Example sentence:

Me encanta desayunar huevos revueltos con tocino los domingos.  (I love having scrambled eggs with bacon for breakfast on Sundays.)

9. Idea  (Idea)

This is another one of those trick words that you’ll be tempted to pronounce just like you would in English. Resist this urge!

TIP: Practice pronouncing this: “ee-DEH-ah,” until it becomes natural to you!

Example sentence:

Tengo una idea genial para nuestro próximo proyecto.  (I have a great idea for our next project.)

10. Aeropuerto  (Airport)

What a lot of vowels and diphthongs to boot, followed by those meddlesome “r’s!”

TIP: For the first diphthongs, just like the “ue” explained above, pronounce the two vowels until they merge together. So, “ah-eh” becomes “ay.”

Next, practice that “ue” followed by the “r.” Once you’ve mastered these two parts, you can build on the rest.

Example sentence:

Tenemos que llegar temprano al aeropuerto para no perder nuestro vuelo. (We have to arrive early at the airport so we don’t miss our flight.)

More Hard Spanish Words

Looking for more difficult words to test your pronunciation skills? Have a try with these!

SpanishEnglishExample sentence
somnoliento sleepy Después de la comida, se sintió somnoliento y se echó una siesta.
(After the meal, he felt sleepy and took a nap.)
inquebrantable unyielding Su determinación era inquebrantable, nunca renunciaba ante los desafíos. (His determination was unyielding, he never gave up in the face of challenges.)"
reacio reluctant Al principio, estaba reacio a aceptar el nuevo proyecto.
(At first, he was reluctant to accept the new project.)
impertérrito unperturbed A pesar de la situación difícil, él permaneció impertérrito.
(Despite the difficult situation, he remained unperturbed.)"
inconcebible inconceivable Inconcebible, ¿cómo pudo suceder eso?
(Inconceivable, how could that happen?)"
vicisitud vicissitude Las vicisitudes de la vida nos enseñan lecciones importantes.
(The vicissitudes of life teach us important lessons.)
recalcitrante recalcitrant El niño era recalcitrante y se negaba a seguir las reglas.
(The child was recalcitrant and refused to follow the rules.)"
soporífero soporific La conferencia fue tan soporífera que muchos se durmieron.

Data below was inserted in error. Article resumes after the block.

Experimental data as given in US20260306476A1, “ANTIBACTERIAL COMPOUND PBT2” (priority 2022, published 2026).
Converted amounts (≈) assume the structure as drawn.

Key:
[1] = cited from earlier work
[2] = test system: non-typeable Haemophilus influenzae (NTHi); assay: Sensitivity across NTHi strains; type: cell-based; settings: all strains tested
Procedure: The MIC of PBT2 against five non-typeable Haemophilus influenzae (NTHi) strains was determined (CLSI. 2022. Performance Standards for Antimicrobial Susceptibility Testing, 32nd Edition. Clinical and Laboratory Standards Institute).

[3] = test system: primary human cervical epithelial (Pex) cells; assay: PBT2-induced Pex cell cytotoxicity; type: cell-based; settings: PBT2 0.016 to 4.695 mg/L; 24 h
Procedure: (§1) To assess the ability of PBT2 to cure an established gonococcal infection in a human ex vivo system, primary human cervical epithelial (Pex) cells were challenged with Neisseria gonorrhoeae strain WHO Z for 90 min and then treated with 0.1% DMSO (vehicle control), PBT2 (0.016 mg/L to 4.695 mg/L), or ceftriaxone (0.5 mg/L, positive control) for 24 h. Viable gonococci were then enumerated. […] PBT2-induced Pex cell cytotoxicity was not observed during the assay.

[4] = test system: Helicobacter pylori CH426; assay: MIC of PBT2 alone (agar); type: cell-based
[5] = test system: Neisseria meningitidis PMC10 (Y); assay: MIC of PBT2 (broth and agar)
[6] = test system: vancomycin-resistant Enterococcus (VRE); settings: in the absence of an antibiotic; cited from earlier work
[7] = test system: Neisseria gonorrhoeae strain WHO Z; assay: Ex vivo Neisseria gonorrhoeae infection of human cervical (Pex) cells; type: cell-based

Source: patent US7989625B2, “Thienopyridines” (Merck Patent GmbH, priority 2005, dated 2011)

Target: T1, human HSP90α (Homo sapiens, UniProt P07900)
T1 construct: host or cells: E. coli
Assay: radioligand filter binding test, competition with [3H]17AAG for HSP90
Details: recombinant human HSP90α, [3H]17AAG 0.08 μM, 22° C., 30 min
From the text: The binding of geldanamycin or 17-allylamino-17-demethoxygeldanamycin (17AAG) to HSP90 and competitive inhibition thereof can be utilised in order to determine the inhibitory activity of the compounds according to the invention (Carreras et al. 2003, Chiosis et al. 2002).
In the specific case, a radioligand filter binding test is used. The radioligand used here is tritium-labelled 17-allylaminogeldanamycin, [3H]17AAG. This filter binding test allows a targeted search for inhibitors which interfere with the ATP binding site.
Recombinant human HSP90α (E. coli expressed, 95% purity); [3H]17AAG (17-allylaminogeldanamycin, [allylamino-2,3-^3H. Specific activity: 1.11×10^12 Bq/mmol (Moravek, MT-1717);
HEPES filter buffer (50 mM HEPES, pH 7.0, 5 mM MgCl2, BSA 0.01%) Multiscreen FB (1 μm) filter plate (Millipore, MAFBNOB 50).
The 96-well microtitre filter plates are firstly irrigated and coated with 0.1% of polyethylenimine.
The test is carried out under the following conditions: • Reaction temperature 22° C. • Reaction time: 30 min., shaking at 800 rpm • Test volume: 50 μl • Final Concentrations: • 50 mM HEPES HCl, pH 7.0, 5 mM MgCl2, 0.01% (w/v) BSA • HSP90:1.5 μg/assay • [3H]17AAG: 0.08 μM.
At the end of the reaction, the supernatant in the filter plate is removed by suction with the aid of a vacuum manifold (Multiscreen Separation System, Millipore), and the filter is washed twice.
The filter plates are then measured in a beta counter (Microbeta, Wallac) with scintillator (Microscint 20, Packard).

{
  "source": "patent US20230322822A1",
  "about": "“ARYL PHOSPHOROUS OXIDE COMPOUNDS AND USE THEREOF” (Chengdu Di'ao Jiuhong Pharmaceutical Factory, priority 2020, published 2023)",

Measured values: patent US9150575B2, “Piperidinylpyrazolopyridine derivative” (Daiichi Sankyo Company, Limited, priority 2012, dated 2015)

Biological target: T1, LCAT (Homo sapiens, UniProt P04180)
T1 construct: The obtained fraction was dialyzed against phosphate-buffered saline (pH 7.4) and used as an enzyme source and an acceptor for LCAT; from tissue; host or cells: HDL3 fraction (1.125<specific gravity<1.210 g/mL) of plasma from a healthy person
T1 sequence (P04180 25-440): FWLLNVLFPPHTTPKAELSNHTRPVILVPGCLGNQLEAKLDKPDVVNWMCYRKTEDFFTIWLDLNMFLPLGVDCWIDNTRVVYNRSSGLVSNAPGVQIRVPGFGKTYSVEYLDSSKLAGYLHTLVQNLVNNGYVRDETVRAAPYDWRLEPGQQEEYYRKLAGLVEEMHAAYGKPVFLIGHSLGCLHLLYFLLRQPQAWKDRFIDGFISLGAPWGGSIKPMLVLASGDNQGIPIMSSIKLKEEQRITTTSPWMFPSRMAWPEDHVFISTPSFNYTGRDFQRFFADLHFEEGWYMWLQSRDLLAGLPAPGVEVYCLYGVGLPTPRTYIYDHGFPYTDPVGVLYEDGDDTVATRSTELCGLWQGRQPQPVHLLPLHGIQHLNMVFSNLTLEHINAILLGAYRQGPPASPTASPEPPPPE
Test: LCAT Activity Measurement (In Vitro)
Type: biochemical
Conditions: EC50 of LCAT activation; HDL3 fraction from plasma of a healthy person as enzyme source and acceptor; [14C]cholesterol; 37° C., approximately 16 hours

(The conference was so soporific that many fell asleep.)
turbulento turbulent El avión atravesó una zona turbulenta durante el vuelo.
(The plane went through a turbulent area during the flight.)
perspicaz insightful Su comentario fue muy perspicaz y nos hizo reflexionar.
(His comment was very insightful and made us reflect.)"
infundado unfounded Sus sospechas eran infundadas y no tenían base.
(His suspicions were unfounded and had no basis.)
acucioso meticulous Su trabajo era acucioso y siempre revisaba todos los detalles.
(His work was meticulous and he always checked all the details.)
efervescente effervescent Su personalidad efervescente iluminaba la habitación.
(Her effervescent personality lit up the room.)
candente scorching El sol emitía un calor candente en el desierto.
(The sun emitted scorching heat in the desert.)
vorágine maelstrom El caos de la ciudad era una vorágine de actividad constante.
(The chaos of the city was a maelstrom of constant activity.)
despavorido panic-stricken La multitud estaba despavorida cuando comenzó el incendio.
(The crowd was panic-stricken when the fire started.)
perentorio peremptory Recibió una orden perentoria de su jefe.
(He received a peremptory order from his boss.)
exiguo meager Recibieron un salario exiguo que apenas les alcanzaba para vivir.
(They received a meager salary that barely covered their living expenses.)
tenue faint La luz de la luna era tenue y apenas iluminaba el camino.
(The moonlight was faint and barely lit the path.)
irreprochable irreproachable Su conducta era irreprochable y siempre cumplía con sus responsabilidades.
(His conduct was irreproachable and he always fulfilled his responsibilities.)
mellizo twin Los mellizos eran idénticos y siempre vestían igual.
(The twins were identical and always dressed alike.)
vigoroso vigorous Su salud era vigorosa y nunca se enfermaba.
(His health was vigorous and he never got sick.)
pútrido putrid El olor a carne pútrida llenaba el aire.
(The smell of putrid meat filled the air.)
inédito unpublished Su última novela era inédita y aún no se había publicado.
(His latest novel was unpublished and had not yet been published.)
estrambótico outlandish Su forma de vestir era estrambótica y llamaba la atención adondequiera que iba. (His way of dressing was outlandish and attracted attention wherever he went.)
estribillo chorus Mi parte favorita de esta canción es el estribillo.
(My favorite part of this song is the chorus.)
desinhibición lack of inhibition La desinhibición de Alberto lo hace ver seguro de sí mismo.
(Alberto's lack of inhibition makes him look self-confident.)
recorrer to go (around) ¡Salgamos a recorrer la ciudad!
(Let's go out and roam around the city!)
sinvergüenza scoundrel ¡Eres un sinvergüenza, Armando!
(You are a scoundrel, Armando!)
cerezas cherries ¿Quieres unas cerezas?
(Do you want some cherries?)
merequetengue mess ¡¿Qué es todo este merequetengue?!
(What's this whole mess?)
ñoño nerdy Él es un poco ñoño, pero es muy agradable.
(He's a little nerdy, but he's really nice.)
reñir to quarrel Es inútil reñir por esto.
(It's pointless to quarrel about this.)
branquia gill Los peces tienen branquias.
(Fish have gills.)
retratar to portray, to paint a portrait of Quiero retratarte algún día.
(I want to paint your portrait someday.)
occidentalización westernization Latinoamérica se resiste a la occidentalización de su política exterior.
(Latin America resists the westernization of its foreign policy.)